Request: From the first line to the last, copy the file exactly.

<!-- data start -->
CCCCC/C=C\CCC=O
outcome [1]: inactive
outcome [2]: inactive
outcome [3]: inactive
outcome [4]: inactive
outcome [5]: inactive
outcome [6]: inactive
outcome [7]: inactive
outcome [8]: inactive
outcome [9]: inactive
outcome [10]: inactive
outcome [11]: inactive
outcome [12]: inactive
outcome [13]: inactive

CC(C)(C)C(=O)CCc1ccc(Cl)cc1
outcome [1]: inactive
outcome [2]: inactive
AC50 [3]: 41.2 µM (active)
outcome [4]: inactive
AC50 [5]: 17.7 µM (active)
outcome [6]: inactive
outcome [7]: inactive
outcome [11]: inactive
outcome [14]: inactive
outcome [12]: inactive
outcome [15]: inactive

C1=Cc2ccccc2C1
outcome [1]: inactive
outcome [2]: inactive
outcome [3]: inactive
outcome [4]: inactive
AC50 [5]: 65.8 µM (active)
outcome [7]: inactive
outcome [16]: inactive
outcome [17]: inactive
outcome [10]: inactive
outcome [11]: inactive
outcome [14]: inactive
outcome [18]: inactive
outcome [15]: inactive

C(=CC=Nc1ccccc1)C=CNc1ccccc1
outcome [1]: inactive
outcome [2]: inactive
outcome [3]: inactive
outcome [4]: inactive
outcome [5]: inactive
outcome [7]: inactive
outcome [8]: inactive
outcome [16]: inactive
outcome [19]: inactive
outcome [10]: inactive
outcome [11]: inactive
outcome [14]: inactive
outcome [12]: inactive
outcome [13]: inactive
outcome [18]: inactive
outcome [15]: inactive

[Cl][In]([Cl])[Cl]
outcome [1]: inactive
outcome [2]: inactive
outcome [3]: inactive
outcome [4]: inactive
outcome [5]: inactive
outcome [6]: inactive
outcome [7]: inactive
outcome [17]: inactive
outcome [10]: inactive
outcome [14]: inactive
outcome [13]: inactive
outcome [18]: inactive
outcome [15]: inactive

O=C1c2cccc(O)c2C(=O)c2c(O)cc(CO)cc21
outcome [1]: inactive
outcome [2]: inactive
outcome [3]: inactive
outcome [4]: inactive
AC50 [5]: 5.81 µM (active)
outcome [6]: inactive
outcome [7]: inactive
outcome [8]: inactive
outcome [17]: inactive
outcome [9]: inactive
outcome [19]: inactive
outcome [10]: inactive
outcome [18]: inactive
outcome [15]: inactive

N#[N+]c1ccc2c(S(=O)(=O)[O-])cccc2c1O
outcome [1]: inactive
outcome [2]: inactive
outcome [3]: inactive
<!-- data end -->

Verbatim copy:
CCCCC/C=C\CCC=O
outcome [1]: inactive
outcome [2]: inactive
outcome [3]: inactive
outcome [4]: inactive
outcome [5]: inactive
outcome [6]: inactive
outcome [7]: inactive
outcome [8]: inactive
outcome [9]: inactive
outcome [10]: inactive
outcome [11]: inactive
outcome [12]: inactive
outcome [13]: inactive

CC(C)(C)C(=O)CCc1ccc(Cl)cc1
outcome [1]: inactive
outcome [2]: inactive
AC50 [3]: 41.2 µM (active)
outcome [4]: inactive
AC50 [5]: 17.7 µM (active)
outcome [6]: inactive
outcome [7]: inactive
outcome [11]: inactive
outcome [14]: inactive
outcome [12]: inactive
outcome [15]: inactive

C1=Cc2ccccc2C1
outcome [1]: inactive
outcome [2]: inactive
outcome [3]: inactive
outcome [4]: inactive
AC50 [5]: 65.8 µM (active)
outcome [7]: inactive
outcome [16]: inactive
outcome [17]: inactive
outcome [10]: inactive
outcome [11]: inactive
outcome [14]: inactive
outcome [18]: inactive
outcome [15]: inactive

C(=CC=Nc1ccccc1)C=CNc1ccccc1
outcome [1]: inactive
outcome [2]: inactive
outcome [3]: inactive
outcome [4]: inactive
outcome [5]: inactive
outcome [7]: inactive
outcome [8]: inactive
outcome [16]: inactive
outcome [19]: inactive
outcome [10]: inactive
outcome [11]: inactive
outcome [14]: inactive
outcome [12]: inactive
outcome [13]: inactive
outcome [18]: inactive
outcome [15]: inactive

[Cl][In]([Cl])[Cl]
outcome [1]: inactive
outcome [2]: inactive
outcome [3]: inactive
outcome [4]: inactive
outcome [5]: inactive
outcome [6]: inactive
outcome [7]: inactive
outcome [17]: inactive
outcome [10]: inactive
outcome [14]: inactive
outcome [13]: inactive
outcome [18]: inactive
outcome [15]: inactive

O=C1c2cccc(O)c2C(=O)c2c(O)cc(CO)cc21
outcome [1]: inactive
outcome [2]: inactive
outcome [3]: inactive
outcome [4]: inactive
AC50 [5]: 5.81 µM (active)
outcome [6]: inactive
outcome [7]: inactive
outcome [8]: inactive
outcome [17]: inactive
outcome [9]: inactive
outcome [19]: inactive
outcome [10]: inactive
outcome [18]: inactive
outcome [15]: inactive

N#[N+]c1ccc2c(S(=O)(=O)[O-])cccc2c1O
outcome [1]: inactive
outcome [2]: inactive
outcome [3]: inactive